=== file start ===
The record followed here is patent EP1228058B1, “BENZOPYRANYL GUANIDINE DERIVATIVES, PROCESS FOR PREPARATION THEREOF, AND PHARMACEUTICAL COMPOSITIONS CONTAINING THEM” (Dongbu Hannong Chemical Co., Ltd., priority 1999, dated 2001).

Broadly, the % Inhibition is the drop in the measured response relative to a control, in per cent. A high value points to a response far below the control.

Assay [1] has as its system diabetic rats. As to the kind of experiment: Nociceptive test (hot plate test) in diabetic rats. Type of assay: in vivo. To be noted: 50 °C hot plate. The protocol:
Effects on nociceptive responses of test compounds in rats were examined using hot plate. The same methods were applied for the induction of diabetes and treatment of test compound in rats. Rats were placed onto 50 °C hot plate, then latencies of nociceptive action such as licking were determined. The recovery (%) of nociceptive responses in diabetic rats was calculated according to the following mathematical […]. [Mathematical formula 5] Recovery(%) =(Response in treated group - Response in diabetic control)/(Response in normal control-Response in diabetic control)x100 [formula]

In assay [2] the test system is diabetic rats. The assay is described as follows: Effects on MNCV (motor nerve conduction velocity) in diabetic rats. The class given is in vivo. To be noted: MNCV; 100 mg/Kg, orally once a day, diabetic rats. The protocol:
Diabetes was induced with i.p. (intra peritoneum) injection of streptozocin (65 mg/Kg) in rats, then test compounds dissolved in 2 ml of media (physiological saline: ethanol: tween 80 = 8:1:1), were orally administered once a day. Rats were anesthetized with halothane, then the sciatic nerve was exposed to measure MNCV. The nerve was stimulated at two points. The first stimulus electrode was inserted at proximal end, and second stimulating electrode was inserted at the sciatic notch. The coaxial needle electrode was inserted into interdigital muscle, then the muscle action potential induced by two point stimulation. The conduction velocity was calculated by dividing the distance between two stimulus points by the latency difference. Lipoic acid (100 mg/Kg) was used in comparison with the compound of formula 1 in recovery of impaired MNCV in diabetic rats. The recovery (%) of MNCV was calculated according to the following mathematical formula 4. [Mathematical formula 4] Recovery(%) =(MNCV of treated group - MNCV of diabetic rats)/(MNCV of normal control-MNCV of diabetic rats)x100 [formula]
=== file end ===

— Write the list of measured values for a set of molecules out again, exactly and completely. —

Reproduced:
The record followed here is patent EP1228058B1, “BENZOPYRANYL GUANIDINE DERIVATIVES, PROCESS FOR PREPARATION THEREOF, AND PHARMACEUTICAL COMPOSITIONS CONTAINING THEM” (Dongbu Hannong Chemical Co., Ltd., priority 1999, dated 2001).

Broadly, the % Inhibition is the drop in the measured response relative to a control, in per cent. A high value points to a response far below the control.

Assay [1] has as its system diabetic rats. As to the kind of experiment: Nociceptive test (hot plate test) in diabetic rats. Type of assay: in vivo. To be noted: 50 °C hot plate. The protocol:
Effects on nociceptive responses of test compounds in rats were examined using hot plate. The same methods were applied for the induction of diabetes and treatment of test compound in rats. Rats were placed onto 50 °C hot plate, then latencies of nociceptive action such as licking were determined. The recovery (%) of nociceptive responses in diabetic rats was calculated according to the following mathematical […]. [Mathematical formula 5] Recovery(%) =(Response in treated group - Response in diabetic control)/(Response in normal control-Response in diabetic control)x100 [formula]

In assay [2] the test system is diabetic rats. The assay is described as follows: Effects on MNCV (motor nerve conduction velocity) in diabetic rats. The class given is in vivo. To be noted: MNCV; 100 mg/Kg, orally once a day, diabetic rats. The protocol:
Diabetes was induced with i.p. (intra peritoneum) injection of streptozocin (65 mg/Kg) in rats, then test compounds dissolved in 2 ml of media (physiological saline: ethanol: tween 80 = 8:1:1), were orally administered once a day. Rats were anesthetized with halothane, then the sciatic nerve was exposed to measure MNCV. The nerve was stimulated at two points. The first stimulus electrode was inserted at proximal end, and second stimulating electrode was inserted at the sciatic notch. The coaxial needle electrode was inserted into interdigital muscle, then the muscle action potential induced by two point stimulation. The conduction velocity was calculated by dividing the distance between two stimulus points by the latency difference. Lipoic acid (100 mg/Kg) was used in comparison with the compound of formula 1 in recovery of impaired MNCV in diabetic rats. The recovery (%) of MNCV was calculated according to the following mathematical formula 4. [Mathematical formula 4] Recovery(%) =(MNCV of treated group - MNCV of diabetic rats)/(MNCV of normal control-MNCV of diabetic rats)x100 [formula]